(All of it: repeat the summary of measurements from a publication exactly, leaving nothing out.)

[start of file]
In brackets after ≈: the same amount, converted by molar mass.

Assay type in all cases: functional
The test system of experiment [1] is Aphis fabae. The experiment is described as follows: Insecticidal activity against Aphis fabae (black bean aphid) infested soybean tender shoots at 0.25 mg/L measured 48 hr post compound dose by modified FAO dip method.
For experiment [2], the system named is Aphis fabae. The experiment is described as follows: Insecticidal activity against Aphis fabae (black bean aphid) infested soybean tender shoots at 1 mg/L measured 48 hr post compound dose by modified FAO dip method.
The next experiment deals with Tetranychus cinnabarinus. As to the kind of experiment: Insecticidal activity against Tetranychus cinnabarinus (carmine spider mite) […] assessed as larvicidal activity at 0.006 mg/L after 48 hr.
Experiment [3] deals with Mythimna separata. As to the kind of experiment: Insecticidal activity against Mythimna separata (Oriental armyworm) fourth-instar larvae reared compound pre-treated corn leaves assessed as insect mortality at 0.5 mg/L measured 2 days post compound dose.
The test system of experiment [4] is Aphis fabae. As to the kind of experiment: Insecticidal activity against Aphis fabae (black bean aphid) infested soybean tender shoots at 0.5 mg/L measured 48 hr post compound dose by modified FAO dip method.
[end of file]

In brackets after ≈: the same amount, converted by molar mass.

Assay type in all cases: functional
The test system of experiment [1] is Aphis fabae. The experiment is described as follows: Insecticidal activity against Aphis fabae (black bean aphid) infested soybean tender shoots at 0.25 mg/L measured 48 hr post compound dose by modified FAO dip method.
For experiment [2], the system named is Aphis fabae. The experiment is described as follows: Insecticidal activity against Aphis fabae (black bean aphid) infested soybean tender shoots at 1 mg/L measured 48 hr post compound dose by modified FAO dip method.
The next experiment deals with Tetranychus cinnabarinus. As to the kind of experiment: Insecticidal activity against Tetranychus cinnabarinus (carmine spider mite) […] assessed as larvicidal activity at 0.006 mg/L after 48 hr.
Experiment [3] deals with Mythimna separata. As to the kind of experiment: Insecticidal activity against Mythimna separata (Oriental armyworm) fourth-instar larvae reared compound pre-treated corn leaves assessed as insect mortality at 0.5 mg/L measured 2 days post compound dose.
The test system of experiment [4] is Aphis fabae. As to the kind of experiment: Insecticidal activity against Aphis fabae (black bean aphid) infested soybean tender shoots at 0.5 mg/L measured 48 hr post compound dose by modified FAO dip method.